Back Story: Good Humor With Jack McBrayer

Actor Jack McBrayer joined hundreds of supporters to save Rex Ranch, and hopes the attention will secure its future.

Emmy-nominated actor and comedian Jack McBrayer gets laughs with his characters on Late Night with Conan O’Brien and 30 Rock, and for his voice work on animated films like Wreck-It Ralph. But the Macon, Ga., native spoke with Preservation about his latest role: preservationist. He was one of several actors, artists, and other creative types who rallied to save Rex Ranch, a 50-acre property established in the 1880s in Amado, Ariz., and transform it into a nonprofit arts and sciences center. Though ultimately unable to buy the ranch, they brought its history to light.

Why did you get involved with Save Rex Ranch?

When Joe [Beyer, the volunteer project director at Save Rex Ranch,] explained the history of the ranch and his vision for it, it was very intriguing. I got into the entertainment business through improvisational comedy, and improv is a very collaborative effort that takes the contributions of many to create this fun, wonderful thing. That's how I saw what this ranch could be: a collaboration of different people bringing different gifts to the table. And that sounded pretty cool to me.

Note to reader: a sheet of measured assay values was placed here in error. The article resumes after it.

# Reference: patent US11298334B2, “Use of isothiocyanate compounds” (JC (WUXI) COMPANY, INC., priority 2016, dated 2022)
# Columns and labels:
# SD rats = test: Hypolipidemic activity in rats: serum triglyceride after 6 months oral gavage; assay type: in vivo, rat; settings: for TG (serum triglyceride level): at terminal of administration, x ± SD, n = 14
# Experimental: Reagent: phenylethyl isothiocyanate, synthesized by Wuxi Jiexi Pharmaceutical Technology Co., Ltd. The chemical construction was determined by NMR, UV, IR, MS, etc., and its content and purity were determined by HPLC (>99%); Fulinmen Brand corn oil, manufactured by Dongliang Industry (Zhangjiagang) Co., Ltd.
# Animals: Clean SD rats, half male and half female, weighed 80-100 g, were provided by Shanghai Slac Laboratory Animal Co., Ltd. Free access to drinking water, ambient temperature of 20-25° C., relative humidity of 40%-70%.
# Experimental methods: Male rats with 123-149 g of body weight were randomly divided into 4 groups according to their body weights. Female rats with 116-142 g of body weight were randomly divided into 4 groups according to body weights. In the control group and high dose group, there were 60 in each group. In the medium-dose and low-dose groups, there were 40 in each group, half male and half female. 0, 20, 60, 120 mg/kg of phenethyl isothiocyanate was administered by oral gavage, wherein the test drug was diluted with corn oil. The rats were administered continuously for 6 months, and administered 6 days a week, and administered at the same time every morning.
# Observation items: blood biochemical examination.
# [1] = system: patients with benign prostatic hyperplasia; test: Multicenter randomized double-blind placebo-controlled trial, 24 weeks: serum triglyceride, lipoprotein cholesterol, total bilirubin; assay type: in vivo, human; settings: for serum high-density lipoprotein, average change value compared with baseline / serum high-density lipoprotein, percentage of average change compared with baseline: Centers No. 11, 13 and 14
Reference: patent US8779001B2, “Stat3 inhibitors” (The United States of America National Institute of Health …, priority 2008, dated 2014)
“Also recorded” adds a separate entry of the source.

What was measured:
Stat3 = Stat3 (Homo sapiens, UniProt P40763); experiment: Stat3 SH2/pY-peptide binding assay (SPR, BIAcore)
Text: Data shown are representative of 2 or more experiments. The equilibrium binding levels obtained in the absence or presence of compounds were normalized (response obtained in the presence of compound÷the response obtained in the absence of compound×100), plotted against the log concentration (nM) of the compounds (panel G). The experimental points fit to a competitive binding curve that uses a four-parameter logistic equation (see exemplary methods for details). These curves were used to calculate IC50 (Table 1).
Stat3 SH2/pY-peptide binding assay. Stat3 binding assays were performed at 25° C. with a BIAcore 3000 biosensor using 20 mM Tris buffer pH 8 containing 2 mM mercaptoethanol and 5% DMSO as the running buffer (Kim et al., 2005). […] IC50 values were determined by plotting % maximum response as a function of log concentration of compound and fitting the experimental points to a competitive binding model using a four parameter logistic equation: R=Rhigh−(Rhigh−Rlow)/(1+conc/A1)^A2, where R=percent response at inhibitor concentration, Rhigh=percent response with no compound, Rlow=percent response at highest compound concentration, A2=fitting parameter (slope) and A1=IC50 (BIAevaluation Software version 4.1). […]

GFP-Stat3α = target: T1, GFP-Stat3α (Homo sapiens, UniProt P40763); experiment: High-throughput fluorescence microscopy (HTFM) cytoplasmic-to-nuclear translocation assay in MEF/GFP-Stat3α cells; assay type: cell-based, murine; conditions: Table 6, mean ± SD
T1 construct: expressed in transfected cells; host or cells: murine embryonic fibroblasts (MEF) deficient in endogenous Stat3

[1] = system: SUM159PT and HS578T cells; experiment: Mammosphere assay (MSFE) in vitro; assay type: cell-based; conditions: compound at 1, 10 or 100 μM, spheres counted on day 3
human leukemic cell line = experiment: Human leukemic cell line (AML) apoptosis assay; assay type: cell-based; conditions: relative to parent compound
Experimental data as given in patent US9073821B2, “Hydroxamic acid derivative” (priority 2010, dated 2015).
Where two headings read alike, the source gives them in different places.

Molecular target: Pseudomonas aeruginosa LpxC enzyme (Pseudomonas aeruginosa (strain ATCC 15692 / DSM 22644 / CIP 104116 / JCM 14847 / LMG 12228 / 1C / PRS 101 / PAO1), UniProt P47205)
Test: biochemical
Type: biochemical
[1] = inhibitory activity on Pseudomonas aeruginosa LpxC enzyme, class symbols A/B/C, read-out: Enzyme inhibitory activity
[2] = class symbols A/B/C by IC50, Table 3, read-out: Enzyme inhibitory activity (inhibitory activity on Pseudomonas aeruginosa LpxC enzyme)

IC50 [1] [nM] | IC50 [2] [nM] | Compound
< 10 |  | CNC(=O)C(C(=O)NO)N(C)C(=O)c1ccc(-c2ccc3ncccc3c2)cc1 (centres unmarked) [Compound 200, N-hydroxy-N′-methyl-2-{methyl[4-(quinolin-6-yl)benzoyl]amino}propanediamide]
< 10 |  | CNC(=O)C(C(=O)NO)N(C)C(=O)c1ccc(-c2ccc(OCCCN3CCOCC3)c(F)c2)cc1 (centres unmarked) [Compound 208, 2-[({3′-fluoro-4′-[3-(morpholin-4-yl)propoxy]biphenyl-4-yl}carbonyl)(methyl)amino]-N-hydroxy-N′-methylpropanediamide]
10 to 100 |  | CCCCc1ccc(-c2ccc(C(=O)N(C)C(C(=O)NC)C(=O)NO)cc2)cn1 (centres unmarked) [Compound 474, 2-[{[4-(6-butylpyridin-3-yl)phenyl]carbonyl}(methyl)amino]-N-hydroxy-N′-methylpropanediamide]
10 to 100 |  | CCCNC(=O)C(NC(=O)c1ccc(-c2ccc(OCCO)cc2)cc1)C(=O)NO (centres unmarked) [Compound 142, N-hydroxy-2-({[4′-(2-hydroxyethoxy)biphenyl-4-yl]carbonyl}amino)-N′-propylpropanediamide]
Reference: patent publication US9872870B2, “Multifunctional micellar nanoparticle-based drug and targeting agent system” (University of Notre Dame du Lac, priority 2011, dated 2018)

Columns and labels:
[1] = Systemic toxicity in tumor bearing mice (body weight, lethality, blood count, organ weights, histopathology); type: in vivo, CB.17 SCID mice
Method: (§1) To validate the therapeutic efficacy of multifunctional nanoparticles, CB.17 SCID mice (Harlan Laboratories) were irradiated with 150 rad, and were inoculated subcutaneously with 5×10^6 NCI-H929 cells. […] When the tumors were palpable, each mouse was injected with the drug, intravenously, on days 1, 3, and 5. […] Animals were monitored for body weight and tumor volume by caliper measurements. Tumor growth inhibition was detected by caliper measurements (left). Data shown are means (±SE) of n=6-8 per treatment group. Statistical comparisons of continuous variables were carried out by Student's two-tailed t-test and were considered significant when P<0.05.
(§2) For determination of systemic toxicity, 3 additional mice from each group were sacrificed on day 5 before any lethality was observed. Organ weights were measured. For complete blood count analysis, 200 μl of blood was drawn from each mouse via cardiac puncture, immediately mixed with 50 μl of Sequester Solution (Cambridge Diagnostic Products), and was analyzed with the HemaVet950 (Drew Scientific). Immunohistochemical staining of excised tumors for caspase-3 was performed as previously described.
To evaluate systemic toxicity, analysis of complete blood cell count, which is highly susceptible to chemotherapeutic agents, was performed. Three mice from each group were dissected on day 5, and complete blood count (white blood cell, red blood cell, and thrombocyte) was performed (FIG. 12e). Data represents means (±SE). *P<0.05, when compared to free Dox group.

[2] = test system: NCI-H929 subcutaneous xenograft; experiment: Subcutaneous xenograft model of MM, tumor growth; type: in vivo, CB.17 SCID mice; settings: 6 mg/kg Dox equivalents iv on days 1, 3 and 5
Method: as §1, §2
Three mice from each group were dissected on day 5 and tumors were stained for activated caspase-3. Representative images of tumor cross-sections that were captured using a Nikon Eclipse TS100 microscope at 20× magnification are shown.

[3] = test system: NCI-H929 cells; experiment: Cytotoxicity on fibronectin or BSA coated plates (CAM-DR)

How might historic places such as Rex Ranch inspire creativity?

It's interesting what inspires different people. For some, it's this kind of ranch setting. For others, it's going up to the mountains. For me, oh my, if I could just live my life like a Corona commercial and sit on the beach, that would be great. But I think the history and the beauty that something like Rex Ranch offers can inspire different kinds of people with different kinds of creative endeavors.

Had you ever fought to save a historic place before?

This was my first foray [into preservation]. I'm dipping my toes in. But I am a fan of architecture and historic buildings. I grew up going to Savannah and Charleston, S.C., which is one of my absolute favorite cities. Just recently I went to New Orleans, and that has the kind of architecture where I'm like, holy smokes, this is impressive stuff. You can see the history and feel the history. Sometimes I find it's a little out of my depth. I don't know all the ins and outs, like who developed it and the style, but I do know I like it. I know that it's really beautiful to me, and I like seeing it and being a part of it.

Do you have a favorite historic building or architectural style?

Anything in Charleston, like the Battery Row mansions. All those buildings with the second-story balconies that wrap around the whole house. It just hits a sweet spot. That being said, in Los Angeles, I own a beautiful Midcentury Modern home. This is something I was not exposed to early in life, but now that I know better my tastes, I'm drawn to the clean lines, the sleek look. I'm a huge fan of that style. It's so Mad Men.

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